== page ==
It’s not clear yet what the terms of Miteb’s release are, and whether he will be again detained, this time under house arrest at yet another luxury “prison.” However, by showing uncharacteristic leniency in not putting senior rivals to the sword (or at least imprisoning them indefinitely), we wonder whether MBS has ended the clan fight within the ruling family, or whether it’s on hold.

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  • Serious

    That’s all about Arabs : clanic wars. That’s why they are so weak.

  • Barba_Papa

    People keep talking about how about every right winger they disagree with is the next Hitler. But what is the next Hitler? What makes Hitler so uniquely evil that he is still a boogeyman to this very day? What is it about the next Hitler that has the MSM firing on all cylinders and calling for war to stop him? Is it his racism? Apartheid era South Africa and Segregation era US were just as institutionally racist. Is it because he wanted to exterminate a certain population? The communists did that too, if not more so. Hutu extremists tried to do the same in Rwanda. There was no talk of ‘the next Hitler’ as the Rwandan genocide was on its way. The Burmese Rohinja? The Pope does not even dare to mention them. Yet he shows no hesitation when it comes to supposed Western racism.

    Logically what makes Hitler the true boogeyman that calls for immediate smackdown is not him persecuting some group in his own country, or racism. Lots of countries and leaders did so, but they weren’t bothering their neighbors with it. It’s because Hitler planned and started a war of aggression that turned the whole continent, and adjacent continents on fire. Had he just exterminated German jews and left it at that he would have been an unsavory footnote of history. Historians would agree it was bad, for a jew in Germany, but other then that life went on in the rest of the world. And that’s all the world really cares about. No, it was his megalomania that ignited a world war that made him such a danger. Therefore it should be leaders who are as unpredictable and megalomaniac as Hitler that should have us worried as ‘the next Hitler’. And not because they may or may not condem a few racists and grabbed some women by the pussy. And in that sense MBS is the next Hitler. For he seems crazy as fuck, is utterly unpredictable, and seems hell bent on starting a major war in the Middle East. With Israel and the US there to help fan the flames of insanity.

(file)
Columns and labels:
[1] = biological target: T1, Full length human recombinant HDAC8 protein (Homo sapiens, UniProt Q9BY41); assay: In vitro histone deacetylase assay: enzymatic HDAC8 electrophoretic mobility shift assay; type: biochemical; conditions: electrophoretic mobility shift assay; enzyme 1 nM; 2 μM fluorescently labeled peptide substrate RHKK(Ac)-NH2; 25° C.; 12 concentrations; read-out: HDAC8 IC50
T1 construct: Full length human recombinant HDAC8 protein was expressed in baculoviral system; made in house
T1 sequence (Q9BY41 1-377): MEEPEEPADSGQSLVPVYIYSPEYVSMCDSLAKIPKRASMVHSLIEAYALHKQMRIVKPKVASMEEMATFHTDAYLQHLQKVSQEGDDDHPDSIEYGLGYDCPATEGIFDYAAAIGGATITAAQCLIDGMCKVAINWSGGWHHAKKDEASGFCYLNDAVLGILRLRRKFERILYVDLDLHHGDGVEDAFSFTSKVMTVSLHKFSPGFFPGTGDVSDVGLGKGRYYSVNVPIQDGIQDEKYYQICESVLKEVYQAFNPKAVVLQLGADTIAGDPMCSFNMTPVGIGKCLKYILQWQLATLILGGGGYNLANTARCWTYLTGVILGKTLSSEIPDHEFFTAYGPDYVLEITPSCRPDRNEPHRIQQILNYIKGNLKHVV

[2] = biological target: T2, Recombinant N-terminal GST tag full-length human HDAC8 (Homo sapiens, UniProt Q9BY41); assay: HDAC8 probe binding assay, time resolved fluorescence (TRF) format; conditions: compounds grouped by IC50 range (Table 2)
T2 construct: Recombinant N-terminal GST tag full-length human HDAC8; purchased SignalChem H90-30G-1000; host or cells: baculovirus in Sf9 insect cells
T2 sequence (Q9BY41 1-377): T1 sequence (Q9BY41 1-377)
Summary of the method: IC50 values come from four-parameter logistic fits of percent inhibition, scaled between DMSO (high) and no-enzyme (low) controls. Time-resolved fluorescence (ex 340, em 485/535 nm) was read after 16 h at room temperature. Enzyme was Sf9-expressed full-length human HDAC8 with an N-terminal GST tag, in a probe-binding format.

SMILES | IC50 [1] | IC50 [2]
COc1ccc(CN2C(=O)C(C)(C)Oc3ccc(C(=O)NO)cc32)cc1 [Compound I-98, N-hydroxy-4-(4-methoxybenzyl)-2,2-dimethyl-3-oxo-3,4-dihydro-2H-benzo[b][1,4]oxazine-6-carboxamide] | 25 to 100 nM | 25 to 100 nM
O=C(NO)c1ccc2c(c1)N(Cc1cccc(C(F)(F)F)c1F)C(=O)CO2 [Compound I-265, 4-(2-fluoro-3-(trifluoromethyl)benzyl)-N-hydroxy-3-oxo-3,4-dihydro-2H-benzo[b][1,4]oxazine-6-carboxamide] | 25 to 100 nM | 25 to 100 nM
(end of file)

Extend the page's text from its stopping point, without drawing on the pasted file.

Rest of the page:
But I fully expect the MSM to continue to focus on the next faux pas of Trump, that proves the guy is racist, and therefore the very reincarnation of Hitler. And Western leaders to rim MBS’s asshole in exchange for cheap oil.

    • dutchnational

      I fulltime agree with the beginning of your comment. Let us wait and see on MBS. Maybe in a few years he will be called saviour of KSA.

      • Jim Martin

        I though that Al Waleed was one of the progressive good guys in Saudi Arabia? What is your take on him??

    • Solomon Krupacek

      hitler was able to do all those sin in one time. plus main kampf. his own ideology.

      • Garga

        Just out of curiosity, have you read Mein Kampf? If yes, which version?

        • Solomon Krupacek

          yes, i read. bullshit. but the masses enjoyed it.

          • Garga

            Do you know you read which version of it?
            Publication, year, something.

          • Solomon Krupacek

            30s of 20th century. in german. i have in my private library.

          • Garga

            My my, an original, unaltered, uncensored copy?
            Me likey!

          • Solomon Krupacek

            yes. i have almost 3000 book, oldest from 1825.

    • beh51

      Great Britain started WW11 , not Germany. The Brits have the responsibility for the war, not Germany.

      • Barba_Papa

        Dream on! Hitler wanted a world war. He was pissed off beyond belief when the British handed him Czechoslovakia and the Sudentenland on a silver platter. He WANTED a world war. It was his dream to expand Germany’s borders and acquire more lebensraum. It’s in his fucking book! Have you read it? I have.

  • You can call me Al

    Just look at the first photo, of him, again….

    What a fat, odorous, evil POS.

    PS Look at the item on the right hand side of the picture that seem to dangle; is that some automated seat or something ?

    • Pave Way IV

      Binoculars with a strap. He’s on the lookout for unemployed, pissed off Saudi Wahhabi Caliphate head-choppers returning to Riyadh from Syria. They’re looking for their back-pay and enough Captagon to fuel one last suicide attack on the fat-ass al Saud royals. Although Prince Grumpy above seems to have lost a little weight lately. Secret new diet?

  • Rodger

    $1 billion is just about enough to keep the Saudi welfare system going for about 2 extra days. :’)
    If you’re going to purge at least do it right.

    • Barba_Papa

      You can’t say purge with at least some dead bodies found shot in the back of their necks in some ditch in the middle of nowhere.

      • dutchnational

        Not in Syria, nor in many other arab states.

        The men are all guilty of corruption, nepotism and the status of present day KSA.

        So let them pay. I feel no pity for them. Do you?

  • Serious

    Sunnism makes sunnis stupid.

  • MeMadMax

    Stupid.
    The whole saudi system of economics and its overt ties with the outside world is the cause of the problem…

    These crackdowns do nothing but create new “revolutionaries” when the system breaksdown to the right point….

  • Solomon Krupacek

    another 1 milliard usd – as reward for head os msb :))

  • Brother Ma

    So when can we start imprisoning the one percent in usa. We could build cheap hospitals, better schools and pay living wages………….you know the standard of living of syria before usa “moderate rebelled” it!